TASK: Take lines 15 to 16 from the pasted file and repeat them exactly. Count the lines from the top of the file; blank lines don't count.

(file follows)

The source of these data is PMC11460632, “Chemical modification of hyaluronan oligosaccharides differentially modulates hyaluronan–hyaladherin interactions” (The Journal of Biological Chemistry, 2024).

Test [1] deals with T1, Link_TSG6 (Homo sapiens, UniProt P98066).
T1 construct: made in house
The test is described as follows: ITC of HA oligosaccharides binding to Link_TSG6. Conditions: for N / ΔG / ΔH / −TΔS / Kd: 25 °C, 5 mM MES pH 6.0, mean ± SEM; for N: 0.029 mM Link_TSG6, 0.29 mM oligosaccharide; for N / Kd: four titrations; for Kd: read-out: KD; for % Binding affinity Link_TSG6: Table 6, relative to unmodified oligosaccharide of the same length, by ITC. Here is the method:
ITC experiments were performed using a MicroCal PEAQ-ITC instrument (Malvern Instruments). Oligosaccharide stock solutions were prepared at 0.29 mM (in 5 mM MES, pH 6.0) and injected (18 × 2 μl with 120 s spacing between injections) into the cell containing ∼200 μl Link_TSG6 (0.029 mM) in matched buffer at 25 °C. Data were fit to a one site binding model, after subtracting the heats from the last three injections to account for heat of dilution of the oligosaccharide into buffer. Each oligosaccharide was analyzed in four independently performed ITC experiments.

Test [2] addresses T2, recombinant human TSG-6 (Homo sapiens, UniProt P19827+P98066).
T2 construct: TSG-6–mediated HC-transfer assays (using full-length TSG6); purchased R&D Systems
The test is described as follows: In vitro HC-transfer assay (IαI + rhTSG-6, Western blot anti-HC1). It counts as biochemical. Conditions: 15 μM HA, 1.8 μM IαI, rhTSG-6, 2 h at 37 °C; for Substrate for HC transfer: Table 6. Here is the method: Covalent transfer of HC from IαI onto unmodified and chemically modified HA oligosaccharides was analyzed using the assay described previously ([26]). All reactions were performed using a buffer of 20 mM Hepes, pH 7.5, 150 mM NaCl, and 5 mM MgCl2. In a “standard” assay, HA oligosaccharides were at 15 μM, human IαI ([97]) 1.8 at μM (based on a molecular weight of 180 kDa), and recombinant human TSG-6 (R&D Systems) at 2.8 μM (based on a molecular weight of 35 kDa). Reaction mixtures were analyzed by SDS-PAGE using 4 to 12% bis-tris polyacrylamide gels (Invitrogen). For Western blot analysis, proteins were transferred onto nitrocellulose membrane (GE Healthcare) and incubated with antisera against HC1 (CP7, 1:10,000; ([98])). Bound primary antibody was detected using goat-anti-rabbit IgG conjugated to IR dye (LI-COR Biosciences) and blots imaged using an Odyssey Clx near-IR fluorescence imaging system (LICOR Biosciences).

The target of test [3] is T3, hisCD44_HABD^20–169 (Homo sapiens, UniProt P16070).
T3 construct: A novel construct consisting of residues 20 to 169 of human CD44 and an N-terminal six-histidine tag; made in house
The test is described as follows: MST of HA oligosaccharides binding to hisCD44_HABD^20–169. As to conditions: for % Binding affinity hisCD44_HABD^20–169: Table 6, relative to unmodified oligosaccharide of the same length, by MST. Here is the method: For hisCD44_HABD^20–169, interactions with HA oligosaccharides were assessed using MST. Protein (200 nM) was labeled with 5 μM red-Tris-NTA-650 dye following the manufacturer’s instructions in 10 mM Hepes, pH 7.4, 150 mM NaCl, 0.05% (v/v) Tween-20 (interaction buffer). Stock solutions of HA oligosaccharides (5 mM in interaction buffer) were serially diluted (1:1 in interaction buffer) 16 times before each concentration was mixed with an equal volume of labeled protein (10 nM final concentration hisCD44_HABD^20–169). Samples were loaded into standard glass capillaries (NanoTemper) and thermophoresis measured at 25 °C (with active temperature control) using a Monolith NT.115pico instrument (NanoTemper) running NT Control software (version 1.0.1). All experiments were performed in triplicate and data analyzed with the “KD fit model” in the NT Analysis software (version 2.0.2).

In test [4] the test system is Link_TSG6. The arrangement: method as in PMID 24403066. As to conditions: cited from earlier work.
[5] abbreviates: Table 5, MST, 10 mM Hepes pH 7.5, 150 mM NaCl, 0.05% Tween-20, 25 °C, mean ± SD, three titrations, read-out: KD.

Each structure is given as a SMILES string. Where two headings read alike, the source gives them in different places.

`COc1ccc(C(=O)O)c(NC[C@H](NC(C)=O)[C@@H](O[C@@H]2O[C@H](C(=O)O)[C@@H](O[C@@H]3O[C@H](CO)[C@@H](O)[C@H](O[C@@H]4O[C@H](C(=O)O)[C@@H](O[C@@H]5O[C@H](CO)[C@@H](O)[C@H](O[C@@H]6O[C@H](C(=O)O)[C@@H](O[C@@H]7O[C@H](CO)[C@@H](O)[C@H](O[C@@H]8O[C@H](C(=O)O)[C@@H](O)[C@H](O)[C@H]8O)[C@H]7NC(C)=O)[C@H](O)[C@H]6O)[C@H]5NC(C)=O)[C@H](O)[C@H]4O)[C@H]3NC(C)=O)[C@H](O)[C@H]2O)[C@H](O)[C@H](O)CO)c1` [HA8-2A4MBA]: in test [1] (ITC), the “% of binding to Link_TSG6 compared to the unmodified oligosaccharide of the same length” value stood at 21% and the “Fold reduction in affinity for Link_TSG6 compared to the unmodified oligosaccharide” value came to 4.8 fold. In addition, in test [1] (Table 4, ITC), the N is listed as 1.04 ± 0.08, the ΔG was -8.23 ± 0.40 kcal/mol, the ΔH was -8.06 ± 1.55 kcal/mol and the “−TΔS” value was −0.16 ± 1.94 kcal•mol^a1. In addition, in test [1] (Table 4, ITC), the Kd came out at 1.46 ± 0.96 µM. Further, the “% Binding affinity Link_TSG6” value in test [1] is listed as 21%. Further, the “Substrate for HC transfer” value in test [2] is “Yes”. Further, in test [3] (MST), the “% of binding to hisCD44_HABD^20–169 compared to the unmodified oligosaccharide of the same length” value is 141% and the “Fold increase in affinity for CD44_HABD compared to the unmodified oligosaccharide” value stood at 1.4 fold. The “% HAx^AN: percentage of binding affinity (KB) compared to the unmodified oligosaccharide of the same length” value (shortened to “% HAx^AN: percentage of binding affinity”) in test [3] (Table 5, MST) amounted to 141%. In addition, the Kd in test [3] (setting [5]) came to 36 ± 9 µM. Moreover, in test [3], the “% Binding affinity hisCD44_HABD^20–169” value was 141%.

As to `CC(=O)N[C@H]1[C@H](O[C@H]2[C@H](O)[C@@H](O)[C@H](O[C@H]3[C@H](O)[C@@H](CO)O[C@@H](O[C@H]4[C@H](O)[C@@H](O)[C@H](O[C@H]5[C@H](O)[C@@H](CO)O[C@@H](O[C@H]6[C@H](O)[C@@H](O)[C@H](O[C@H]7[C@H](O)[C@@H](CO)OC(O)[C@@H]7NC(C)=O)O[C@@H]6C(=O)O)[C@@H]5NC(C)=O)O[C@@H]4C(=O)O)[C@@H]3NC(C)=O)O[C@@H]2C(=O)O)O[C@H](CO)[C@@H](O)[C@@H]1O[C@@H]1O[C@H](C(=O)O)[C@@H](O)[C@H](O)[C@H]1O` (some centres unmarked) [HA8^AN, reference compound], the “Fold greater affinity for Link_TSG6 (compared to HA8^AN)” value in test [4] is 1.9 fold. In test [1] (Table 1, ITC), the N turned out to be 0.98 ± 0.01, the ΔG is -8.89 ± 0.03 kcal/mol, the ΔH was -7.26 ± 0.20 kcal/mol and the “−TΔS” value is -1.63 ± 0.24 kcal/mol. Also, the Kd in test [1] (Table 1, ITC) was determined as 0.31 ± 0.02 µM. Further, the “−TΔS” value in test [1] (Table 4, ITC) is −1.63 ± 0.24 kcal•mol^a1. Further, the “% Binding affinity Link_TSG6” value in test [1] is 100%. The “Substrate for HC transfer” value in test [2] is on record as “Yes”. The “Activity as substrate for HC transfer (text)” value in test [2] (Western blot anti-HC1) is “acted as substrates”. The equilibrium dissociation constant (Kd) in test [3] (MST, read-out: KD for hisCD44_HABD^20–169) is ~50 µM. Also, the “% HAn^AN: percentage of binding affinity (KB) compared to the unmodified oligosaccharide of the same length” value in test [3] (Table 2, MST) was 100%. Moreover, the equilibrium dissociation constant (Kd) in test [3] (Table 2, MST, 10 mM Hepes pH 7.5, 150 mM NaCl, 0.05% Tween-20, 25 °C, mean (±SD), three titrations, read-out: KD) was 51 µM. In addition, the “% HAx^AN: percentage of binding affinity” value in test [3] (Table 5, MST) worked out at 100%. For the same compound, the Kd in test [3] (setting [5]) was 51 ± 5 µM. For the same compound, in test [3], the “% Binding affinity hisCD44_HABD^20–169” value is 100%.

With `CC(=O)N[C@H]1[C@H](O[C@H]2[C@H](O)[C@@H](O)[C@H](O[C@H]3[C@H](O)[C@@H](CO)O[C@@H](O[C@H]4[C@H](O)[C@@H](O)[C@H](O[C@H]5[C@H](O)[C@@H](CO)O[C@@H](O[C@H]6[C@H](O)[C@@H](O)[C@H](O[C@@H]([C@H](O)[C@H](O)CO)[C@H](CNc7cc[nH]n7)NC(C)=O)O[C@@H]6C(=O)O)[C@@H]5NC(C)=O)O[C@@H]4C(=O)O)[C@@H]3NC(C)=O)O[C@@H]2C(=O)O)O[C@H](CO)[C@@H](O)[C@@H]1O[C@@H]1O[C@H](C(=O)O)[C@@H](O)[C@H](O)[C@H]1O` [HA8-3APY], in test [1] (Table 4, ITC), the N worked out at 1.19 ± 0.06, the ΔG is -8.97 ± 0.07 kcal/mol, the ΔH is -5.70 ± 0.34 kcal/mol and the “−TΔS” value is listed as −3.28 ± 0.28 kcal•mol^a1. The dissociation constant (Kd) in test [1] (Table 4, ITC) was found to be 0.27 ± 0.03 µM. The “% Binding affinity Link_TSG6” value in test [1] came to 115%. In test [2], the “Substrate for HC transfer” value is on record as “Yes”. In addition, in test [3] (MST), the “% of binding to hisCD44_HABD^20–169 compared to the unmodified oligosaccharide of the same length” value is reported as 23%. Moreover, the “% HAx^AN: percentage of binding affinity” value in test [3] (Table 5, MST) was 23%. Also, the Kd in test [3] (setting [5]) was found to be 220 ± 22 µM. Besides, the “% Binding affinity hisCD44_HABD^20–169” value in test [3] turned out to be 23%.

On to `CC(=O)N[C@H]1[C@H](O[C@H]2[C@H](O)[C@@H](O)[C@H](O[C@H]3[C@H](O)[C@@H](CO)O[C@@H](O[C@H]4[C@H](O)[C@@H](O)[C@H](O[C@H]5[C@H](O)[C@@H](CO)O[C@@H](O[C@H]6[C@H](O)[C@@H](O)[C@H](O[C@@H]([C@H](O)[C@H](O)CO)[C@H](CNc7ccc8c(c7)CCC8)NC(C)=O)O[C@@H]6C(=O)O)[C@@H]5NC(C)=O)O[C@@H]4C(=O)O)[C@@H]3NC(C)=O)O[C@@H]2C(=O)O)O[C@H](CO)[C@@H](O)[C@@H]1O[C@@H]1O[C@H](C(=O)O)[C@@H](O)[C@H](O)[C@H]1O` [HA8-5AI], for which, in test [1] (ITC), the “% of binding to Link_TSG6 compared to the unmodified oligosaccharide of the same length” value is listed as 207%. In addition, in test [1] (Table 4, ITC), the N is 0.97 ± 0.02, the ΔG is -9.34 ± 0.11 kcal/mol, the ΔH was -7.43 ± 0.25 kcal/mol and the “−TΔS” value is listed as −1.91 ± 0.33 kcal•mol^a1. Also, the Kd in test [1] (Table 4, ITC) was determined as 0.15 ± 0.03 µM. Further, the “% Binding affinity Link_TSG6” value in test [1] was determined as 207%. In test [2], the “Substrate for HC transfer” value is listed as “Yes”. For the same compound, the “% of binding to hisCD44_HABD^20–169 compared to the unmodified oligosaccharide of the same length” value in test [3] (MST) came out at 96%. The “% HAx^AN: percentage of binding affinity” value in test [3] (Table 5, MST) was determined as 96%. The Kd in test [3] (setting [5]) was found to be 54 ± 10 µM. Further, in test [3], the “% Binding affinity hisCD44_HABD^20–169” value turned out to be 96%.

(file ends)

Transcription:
`COc1ccc(C(=O)O)c(NC[C@H](NC(C)=O)[C@@H](O[C@@H]2O[C@H](C(=O)O)[C@@H](O[C@@H]3O[C@H](CO)[C@@H](O)[C@H](O[C@@H]4O[C@H](C(=O)O)[C@@H](O[C@@H]5O[C@H](CO)[C@@H](O)[C@H](O[C@@H]6O[C@H](C(=O)O)[C@@H](O[C@@H]7O[C@H](CO)[C@@H](O)[C@H](O[C@@H]8O[C@H](C(=O)O)[C@@H](O)[C@H](O)[C@H]8O)[C@H]7NC(C)=O)[C@H](O)[C@H]6O)[C@H]5NC(C)=O)[C@H](O)[C@H]4O)[C@H]3NC(C)=O)[C@H](O)[C@H]2O)[C@H](O)[C@H](O)CO)c1` [HA8-2A4MBA]: in test [1] (ITC), the “% of binding to Link_TSG6 compared to the unmodified oligosaccharide of the same length” value stood at 21% and the “Fold reduction in affinity for Link_TSG6 compared to the unmodified oligosaccharide” value came to 4.8 fold. In addition, in test [1] (Table 4, ITC), the N is listed as 1.04 ± 0.08, the ΔG was -8.23 ± 0.40 kcal/mol, the ΔH was -8.06 ± 1.55 kcal/mol and the “−TΔS” value was −0.16 ± 1.94 kcal•mol^a1. In addition, in test [1] (Table 4, ITC), the Kd came out at 1.46 ± 0.96 µM. Further, the “% Binding affinity Link_TSG6” value in test [1] is listed as 21%. Further, the “Substrate for HC transfer” value in test [2] is “Yes”. Further, in test [3] (MST), the “% of binding to hisCD44_HABD^20–169 compared to the unmodified oligosaccharide of the same length” value is 141% and the “Fold increase in affinity for CD44_HABD compared to the unmodified oligosaccharide” value stood at 1.4 fold. The “% HAx^AN: percentage of binding affinity (KB) compared to the unmodified oligosaccharide of the same length” value (shortened to “% HAx^AN: percentage of binding affinity”) in test [3] (Table 5, MST) amounted to 141%. In addition, the Kd in test [3] (setting [5]) came to 36 ± 9 µM. Moreover, in test [3], the “% Binding affinity hisCD44_HABD^20–169” value was 141%.

As to `CC(=O)N[C@H]1[C@H](O[C@H]2[C@H](O)[C@@H](O)[C@H](O[C@H]3[C@H](O)[C@@H](CO)O[C@@H](O[C@H]4[C@H](O)[C@@H](O)[C@H](O[C@H]5[C@H](O)[C@@H](CO)O[C@@H](O[C@H]6[C@H](O)[C@@H](O)[C@H](O[C@H]7[C@H](O)[C@@H](CO)OC(O)[C@@H]7NC(C)=O)O[C@@H]6C(=O)O)[C@@H]5NC(C)=O)O[C@@H]4C(=O)O)[C@@H]3NC(C)=O)O[C@@H]2C(=O)O)O[C@H](CO)[C@@H](O)[C@@H]1O[C@@H]1O[C@H](C(=O)O)[C@@H](O)[C@H](O)[C@H]1O` (some centres unmarked) [HA8^AN, reference compound], the “Fold greater affinity for Link_TSG6 (compared to HA8^AN)” value in test [4] is 1.9 fold. In test [1] (Table 1, ITC), the N turned out to be 0.98 ± 0.01, the ΔG is -8.89 ± 0.03 kcal/mol, the ΔH was -7.26 ± 0.20 kcal/mol and the “−TΔS” value is -1.63 ± 0.24 kcal/mol. Also, the Kd in test [1] (Table 1, ITC) was determined as 0.31 ± 0.02 µM. Further, the “−TΔS” value in test [1] (Table 4, ITC) is −1.63 ± 0.24 kcal•mol^a1. Further, the “% Binding affinity Link_TSG6” value in test [1] is 100%. The “Substrate for HC transfer” value in test [2] is on record as “Yes”. The “Activity as substrate for HC transfer (text)” value in test [2] (Western blot anti-HC1) is “acted as substrates”. The equilibrium dissociation constant (Kd) in test [3] (MST, read-out: KD for hisCD44_HABD^20–169) is ~50 µM. Also, the “% HAn^AN: percentage of binding affinity (KB) compared to the unmodified oligosaccharide of the same length” value in test [3] (Table 2, MST) was 100%. Moreover, the equilibrium dissociation constant (Kd) in test [3] (Table 2, MST, 10 mM Hepes pH 7.5, 150 mM NaCl, 0.05% Tween-20, 25 °C, mean (±SD), three titrations, read-out: KD) was 51 µM. In addition, the “% HAx^AN: percentage of binding affinity” value in test [3] (Table 5, MST) worked out at 100%. For the same compound, the Kd in test [3] (setting [5]) was 51 ± 5 µM. For the same compound, in test [3], the “% Binding affinity hisCD44_HABD^20–169” value is 100%.